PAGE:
9. Corollary to #8: If you simply must display your displeasure by eating books, please don’t eat the ones that belong to the library. I imagine they have a distinct old-books-from-the-library scent that will be easy for you to distinguish. Library books cost a lot of money. (And you’re welcome, Athens-Clarke County Public Library, for my $200 “donation” on behalf of my dog.)
10. It is not necessary to bark 5,000 times when the doorbell rings. One bark will do the trick.
11. And on the subject of barking, if the baby is asleep, it is not necessary to bark at all when the doorbell rings.
12. Sometimes, Daddy likes to knock on the walls just to mess with you. No one is at the door; Daddy is just being mean.
13. Speaking of Daddy being mean . . . sometimes he pretends to throw the ball, and he doesn’t really throw anything. You have my permission to run into him and knock him down with your ginormous head whenever he does this. I promise to laugh hysterically and give you lots of treats.
I know we’ve hit 13 already, but I’ve got a few more bonus lessons . . .
14. If you would quit pulling on your leash, you would take a lot more walks and have a much fuller doggy life with many more opportunities to sniff new things.
15. If you must eat grass in preparation for emptying your stomach, just let me know you’ve been eating grass—we can work out some sort of paw signal or something—and I’ll gladly leave you outside for a few extra minutes.
16. Sometimes, you just gotta go in the rain. Sorry, bud, that’s just the way it is, and the sooner you accept that fact and stop looking at me with those “Are you crazy?” eyes, the happier we will both be.
17. When it rains, just stand at the door and give me one paw at a time to wipe the mud off. This is not, by the way, an invitation for you to flop onto your back in the doorway and roll your wet fur around on the floor, hoping for a luxurious belly rub.
18. You are no longer a puppy. You weigh 80 (ahem, maybe 85) pounds, and you are not a lap dog. Wait. Maybe I don’t want to teach you that one after all . . .


13 Reasons I Dropped Off the Blog-Wagon this Winter


So I fell off the blogging bandwagon this winter and spring, but I have 13 good reasons. Scout’s honor.

1. I had a baby in January. (I offer photographic proof below. Need I post 12 more? Nevertheless . . . )

Why it's hard to blog with a new baby around

Sawyer Kate, the sweetest-ever blogging distraction

2. It is not a wise idea to post things online when massively sleep-deprived.
3. Did you know that the average newborn goes through 10 to 14 diapers a day in the first few weeks? Yeah. Mine definitely fell in the “to 14” end of the diapering spectrum.
3. I’ve been using what remains of my beleaguered brain cells to finish up my latest manuscript, Wishing Well. It’s done and submission ready! (Clouds part, angels sing, my husband faints with joy. Or perhaps relief, or horror—or then again, maybe that’s just the sleep deprivation, creating a narcoleptic attack.)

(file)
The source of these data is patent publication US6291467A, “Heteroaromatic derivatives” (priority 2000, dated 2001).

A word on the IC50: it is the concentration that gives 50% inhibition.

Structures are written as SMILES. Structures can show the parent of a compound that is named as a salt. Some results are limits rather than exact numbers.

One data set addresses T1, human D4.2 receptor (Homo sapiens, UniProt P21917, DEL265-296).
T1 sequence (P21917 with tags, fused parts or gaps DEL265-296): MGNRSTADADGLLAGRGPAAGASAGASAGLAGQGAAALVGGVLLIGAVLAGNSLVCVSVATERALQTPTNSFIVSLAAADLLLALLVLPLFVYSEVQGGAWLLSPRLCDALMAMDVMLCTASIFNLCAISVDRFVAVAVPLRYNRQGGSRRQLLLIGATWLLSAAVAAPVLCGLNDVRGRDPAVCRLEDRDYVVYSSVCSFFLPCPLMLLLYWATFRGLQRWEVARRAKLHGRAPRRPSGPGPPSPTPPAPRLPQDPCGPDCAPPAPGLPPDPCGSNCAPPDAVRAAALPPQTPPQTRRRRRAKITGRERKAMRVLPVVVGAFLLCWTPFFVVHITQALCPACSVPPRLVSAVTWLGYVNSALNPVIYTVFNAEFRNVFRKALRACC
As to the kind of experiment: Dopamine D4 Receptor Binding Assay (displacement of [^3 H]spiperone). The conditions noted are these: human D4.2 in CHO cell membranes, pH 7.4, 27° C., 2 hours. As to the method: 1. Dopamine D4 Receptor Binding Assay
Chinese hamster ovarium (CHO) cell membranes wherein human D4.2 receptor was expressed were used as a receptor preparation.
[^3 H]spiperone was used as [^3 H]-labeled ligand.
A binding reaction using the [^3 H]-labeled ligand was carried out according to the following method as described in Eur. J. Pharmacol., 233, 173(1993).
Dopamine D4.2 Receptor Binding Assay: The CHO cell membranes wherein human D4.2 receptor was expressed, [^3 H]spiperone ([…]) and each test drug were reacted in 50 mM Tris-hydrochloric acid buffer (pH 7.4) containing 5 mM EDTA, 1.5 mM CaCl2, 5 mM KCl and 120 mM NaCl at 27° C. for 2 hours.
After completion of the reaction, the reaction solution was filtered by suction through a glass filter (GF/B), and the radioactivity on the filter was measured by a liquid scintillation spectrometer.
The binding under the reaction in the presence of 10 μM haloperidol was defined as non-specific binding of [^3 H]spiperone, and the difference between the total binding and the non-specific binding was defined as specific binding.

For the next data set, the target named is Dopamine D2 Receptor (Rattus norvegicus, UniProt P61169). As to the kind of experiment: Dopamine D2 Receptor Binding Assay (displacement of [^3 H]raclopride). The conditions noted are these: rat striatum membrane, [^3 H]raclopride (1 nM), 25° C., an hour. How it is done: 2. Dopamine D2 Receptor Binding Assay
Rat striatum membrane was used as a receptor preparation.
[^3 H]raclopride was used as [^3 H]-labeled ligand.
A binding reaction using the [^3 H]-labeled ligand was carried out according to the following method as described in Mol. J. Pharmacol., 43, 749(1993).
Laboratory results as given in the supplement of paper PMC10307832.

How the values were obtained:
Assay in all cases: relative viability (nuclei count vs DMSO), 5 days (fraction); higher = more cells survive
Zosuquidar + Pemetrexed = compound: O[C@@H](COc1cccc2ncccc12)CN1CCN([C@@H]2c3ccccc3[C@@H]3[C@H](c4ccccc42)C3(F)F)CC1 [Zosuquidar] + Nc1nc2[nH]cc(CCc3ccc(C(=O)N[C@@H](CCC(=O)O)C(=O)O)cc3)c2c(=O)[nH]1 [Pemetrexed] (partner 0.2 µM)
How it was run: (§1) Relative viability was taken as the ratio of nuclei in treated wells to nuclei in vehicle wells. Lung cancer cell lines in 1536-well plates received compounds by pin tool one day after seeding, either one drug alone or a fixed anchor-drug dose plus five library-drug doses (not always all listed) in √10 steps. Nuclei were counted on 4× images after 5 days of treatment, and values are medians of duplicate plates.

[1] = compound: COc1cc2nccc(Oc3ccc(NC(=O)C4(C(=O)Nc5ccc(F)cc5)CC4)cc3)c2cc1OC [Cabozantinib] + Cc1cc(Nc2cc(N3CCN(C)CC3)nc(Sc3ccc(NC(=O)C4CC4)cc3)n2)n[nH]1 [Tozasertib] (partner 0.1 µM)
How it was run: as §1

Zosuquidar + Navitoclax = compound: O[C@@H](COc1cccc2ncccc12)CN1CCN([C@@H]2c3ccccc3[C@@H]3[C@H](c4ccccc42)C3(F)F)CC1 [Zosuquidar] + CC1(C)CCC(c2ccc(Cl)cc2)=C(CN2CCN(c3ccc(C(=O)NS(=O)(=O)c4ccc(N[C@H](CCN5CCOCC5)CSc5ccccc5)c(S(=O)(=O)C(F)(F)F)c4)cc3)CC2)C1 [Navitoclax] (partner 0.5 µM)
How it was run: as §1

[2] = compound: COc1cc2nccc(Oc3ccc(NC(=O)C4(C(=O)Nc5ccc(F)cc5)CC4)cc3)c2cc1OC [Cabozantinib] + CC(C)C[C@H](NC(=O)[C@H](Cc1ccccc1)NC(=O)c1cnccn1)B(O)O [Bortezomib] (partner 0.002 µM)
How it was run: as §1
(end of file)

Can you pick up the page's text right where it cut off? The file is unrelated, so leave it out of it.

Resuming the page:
4. When you try to find a babysitter for four young children so you can write, people either laugh hysterically in your face, or run away screaming. Sometimes both.
5. This baby only weighs about 12 pounds right now, but she somehow creates more dirty laundry than the rest of the family members combined. I suspect she is secretly proud of this accomplishment.
6. And while we’re discussing mind-boggling levels of laundry, my dryer has some sort of rust issue, so that it’s putting lovely brown streaks on all our clothing…meaning I have been forced to hang most of our clothes to dry like someone straight out of the 1950s…LAUNDRY HAS TAKEN OVER MY LIFE.
7. I feel compelled to add here that while all this talk of having four children and drowning in laundry may make me sound like an old, boring person, I am no such thing. Exhausted, yes; old, no; boring, definitely not. Or so I tell myself. This is not a reason I have not blogged, it’s simply a fact that deserved a few lines.
8. In February, in the post-baby haze when I was too tired to write, I got a serious case of HGTV addiction. I spent any free moments (and there weren’t many) obsessing over that captivating question: Will they love it or list it?
9. In March, it was still cold, when it was supposed to be warm. And who can blog with cold toes?
10. In April, I decided to reread The Clockwork Prince in order to prepare for The Clockwork Princess. I have been consumed.
11. Did I mention I had a baby?
12. Did I mention sleep loss?
13. All this to say…I’m gradually digging out of the baby burrow I’ve been snuggled in all winter and spring. I haven’t stopped writing—I never stop writing; that would be like ceasing to breathe!—but the blog had to go into hibernation for a few months. Up next is a list I’ve been pondering for some time now: 13 Things I Wish I Could Teach My Dog.